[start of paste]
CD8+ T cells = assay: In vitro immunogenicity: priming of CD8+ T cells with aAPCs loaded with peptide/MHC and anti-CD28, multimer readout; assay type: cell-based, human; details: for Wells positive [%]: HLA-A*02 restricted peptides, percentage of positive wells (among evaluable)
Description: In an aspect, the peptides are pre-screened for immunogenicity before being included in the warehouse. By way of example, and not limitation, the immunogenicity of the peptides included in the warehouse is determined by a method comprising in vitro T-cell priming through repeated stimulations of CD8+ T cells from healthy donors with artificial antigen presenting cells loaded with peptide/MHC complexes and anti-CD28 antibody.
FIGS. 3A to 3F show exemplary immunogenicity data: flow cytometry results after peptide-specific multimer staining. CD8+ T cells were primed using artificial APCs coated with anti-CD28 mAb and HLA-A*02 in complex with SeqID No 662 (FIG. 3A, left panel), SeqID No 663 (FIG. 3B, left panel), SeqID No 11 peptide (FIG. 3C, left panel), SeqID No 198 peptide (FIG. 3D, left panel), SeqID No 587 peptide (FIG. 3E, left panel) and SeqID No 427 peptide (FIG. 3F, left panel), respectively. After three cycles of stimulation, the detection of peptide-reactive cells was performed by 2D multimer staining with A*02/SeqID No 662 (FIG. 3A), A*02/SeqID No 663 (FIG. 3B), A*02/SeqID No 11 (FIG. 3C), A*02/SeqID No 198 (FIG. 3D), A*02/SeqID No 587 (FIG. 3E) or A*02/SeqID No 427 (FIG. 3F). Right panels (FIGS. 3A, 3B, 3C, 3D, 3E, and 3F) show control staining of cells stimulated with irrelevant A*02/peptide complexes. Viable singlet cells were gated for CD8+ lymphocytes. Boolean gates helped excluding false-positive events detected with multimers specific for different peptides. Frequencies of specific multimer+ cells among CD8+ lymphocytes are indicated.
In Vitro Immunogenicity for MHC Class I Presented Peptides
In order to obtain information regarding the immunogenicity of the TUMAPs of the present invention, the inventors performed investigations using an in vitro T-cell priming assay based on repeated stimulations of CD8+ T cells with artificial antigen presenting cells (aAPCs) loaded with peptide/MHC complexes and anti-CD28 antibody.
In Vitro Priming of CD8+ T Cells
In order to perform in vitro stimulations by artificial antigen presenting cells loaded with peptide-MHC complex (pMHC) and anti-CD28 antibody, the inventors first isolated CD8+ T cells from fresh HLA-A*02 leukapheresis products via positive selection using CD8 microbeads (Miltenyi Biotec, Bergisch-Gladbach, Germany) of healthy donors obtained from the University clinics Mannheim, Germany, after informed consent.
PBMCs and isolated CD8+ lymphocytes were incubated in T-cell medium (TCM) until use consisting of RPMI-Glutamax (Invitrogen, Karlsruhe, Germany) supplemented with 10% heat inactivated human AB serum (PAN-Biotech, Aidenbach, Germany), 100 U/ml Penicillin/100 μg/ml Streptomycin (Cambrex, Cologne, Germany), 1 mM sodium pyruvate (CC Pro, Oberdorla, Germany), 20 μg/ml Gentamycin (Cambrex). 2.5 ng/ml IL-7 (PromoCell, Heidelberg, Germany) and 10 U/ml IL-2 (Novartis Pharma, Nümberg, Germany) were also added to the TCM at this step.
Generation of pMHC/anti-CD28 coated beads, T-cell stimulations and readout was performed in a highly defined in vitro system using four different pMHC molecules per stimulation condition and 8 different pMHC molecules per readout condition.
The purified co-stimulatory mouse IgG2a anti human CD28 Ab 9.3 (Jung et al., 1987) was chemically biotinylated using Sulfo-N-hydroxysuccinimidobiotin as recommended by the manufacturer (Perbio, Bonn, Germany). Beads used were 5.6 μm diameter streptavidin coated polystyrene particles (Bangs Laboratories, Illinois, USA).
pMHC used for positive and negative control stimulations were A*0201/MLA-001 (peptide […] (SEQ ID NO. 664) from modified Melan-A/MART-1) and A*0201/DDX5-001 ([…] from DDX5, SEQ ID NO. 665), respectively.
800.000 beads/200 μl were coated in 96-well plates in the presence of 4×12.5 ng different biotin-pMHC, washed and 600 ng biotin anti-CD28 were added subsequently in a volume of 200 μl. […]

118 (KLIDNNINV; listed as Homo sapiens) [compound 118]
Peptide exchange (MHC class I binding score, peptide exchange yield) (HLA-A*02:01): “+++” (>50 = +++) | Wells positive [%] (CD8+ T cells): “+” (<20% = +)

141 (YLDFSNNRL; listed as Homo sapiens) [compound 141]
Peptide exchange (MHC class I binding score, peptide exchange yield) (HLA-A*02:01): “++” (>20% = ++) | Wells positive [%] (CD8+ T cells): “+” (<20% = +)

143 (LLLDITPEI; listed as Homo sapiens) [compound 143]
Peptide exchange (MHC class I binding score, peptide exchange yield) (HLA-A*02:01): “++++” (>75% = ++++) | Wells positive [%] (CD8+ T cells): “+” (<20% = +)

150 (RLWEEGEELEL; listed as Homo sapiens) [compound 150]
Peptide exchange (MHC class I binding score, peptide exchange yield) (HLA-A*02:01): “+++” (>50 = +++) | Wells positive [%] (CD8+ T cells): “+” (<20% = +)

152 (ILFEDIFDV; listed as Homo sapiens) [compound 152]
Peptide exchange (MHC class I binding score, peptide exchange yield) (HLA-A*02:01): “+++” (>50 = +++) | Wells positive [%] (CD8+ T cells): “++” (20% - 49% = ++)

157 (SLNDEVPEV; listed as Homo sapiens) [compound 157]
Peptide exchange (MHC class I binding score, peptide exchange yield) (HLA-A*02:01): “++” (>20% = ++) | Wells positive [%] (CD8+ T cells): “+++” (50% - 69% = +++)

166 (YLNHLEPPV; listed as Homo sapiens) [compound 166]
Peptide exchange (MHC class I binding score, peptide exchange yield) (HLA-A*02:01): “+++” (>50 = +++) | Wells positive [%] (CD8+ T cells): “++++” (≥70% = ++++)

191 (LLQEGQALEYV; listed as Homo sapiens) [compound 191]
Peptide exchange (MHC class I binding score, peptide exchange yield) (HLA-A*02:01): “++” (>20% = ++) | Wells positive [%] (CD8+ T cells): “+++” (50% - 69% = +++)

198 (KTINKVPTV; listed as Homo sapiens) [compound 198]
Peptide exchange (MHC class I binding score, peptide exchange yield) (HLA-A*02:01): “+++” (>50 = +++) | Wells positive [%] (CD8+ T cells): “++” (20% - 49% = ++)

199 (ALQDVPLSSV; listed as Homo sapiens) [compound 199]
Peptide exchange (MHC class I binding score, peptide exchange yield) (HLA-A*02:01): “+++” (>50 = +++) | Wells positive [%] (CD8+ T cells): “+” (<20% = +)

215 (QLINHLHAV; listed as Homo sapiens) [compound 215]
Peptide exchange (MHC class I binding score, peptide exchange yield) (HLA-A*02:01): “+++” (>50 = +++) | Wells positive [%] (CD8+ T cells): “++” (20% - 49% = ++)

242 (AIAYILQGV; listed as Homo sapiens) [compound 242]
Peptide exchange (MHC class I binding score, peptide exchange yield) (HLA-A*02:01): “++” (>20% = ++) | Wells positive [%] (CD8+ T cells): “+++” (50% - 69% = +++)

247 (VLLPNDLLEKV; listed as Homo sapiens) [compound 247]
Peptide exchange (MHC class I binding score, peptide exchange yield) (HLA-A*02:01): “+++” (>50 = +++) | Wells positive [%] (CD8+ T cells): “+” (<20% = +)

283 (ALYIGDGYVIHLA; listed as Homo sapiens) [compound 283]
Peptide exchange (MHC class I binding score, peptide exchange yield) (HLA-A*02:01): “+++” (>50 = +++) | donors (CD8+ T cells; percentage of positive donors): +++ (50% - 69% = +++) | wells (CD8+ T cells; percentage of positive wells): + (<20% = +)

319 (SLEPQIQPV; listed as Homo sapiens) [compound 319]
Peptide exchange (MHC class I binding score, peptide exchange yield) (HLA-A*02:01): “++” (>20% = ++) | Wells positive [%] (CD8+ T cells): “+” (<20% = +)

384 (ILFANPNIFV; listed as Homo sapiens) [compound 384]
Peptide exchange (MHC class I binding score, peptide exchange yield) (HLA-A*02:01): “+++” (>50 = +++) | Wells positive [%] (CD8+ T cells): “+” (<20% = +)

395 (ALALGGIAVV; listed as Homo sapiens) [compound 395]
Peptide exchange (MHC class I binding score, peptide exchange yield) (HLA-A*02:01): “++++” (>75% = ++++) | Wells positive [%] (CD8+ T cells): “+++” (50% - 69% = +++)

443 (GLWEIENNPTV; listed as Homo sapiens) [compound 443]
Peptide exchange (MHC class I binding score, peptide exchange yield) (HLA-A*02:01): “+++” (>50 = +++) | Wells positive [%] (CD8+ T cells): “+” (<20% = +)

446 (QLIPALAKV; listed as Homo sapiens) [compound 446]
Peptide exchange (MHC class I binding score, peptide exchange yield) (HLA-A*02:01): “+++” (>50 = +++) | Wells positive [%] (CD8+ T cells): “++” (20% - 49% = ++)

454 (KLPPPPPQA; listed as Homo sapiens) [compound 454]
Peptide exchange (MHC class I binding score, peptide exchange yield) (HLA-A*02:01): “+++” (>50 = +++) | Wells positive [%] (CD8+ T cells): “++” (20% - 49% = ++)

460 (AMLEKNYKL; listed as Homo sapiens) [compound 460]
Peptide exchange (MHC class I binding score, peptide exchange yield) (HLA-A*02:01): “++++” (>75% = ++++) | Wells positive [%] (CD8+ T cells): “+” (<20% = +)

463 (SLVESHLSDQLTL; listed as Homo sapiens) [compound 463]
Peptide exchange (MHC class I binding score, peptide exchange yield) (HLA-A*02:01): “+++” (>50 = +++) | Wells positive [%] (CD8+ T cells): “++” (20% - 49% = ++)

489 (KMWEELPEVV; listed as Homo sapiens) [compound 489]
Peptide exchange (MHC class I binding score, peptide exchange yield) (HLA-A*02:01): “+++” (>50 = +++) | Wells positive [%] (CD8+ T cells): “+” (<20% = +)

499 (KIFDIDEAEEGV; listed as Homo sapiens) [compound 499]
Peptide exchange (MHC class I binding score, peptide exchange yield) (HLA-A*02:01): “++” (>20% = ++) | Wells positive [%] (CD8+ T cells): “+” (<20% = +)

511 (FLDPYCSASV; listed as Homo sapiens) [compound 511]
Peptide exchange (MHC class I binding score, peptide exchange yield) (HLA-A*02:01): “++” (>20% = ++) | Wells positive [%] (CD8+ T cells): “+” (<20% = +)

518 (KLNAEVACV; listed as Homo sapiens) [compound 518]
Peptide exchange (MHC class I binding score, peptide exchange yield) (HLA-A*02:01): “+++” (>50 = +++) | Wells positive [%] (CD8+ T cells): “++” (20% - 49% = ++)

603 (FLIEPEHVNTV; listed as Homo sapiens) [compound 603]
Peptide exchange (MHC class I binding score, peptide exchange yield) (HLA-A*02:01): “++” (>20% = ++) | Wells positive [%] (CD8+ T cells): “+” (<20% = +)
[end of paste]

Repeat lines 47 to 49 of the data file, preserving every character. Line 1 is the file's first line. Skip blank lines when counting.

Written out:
443 (GLWEIENNPTV; listed as Homo sapiens) [compound 443]
Peptide exchange (MHC class I binding score, peptide exchange yield) (HLA-A*02:01): “+++” (>50 = +++) | Wells positive [%] (CD8+ T cells): “+” (<20% = +)

446 (QLIPALAKV; listed as Homo sapiens) [compound 446]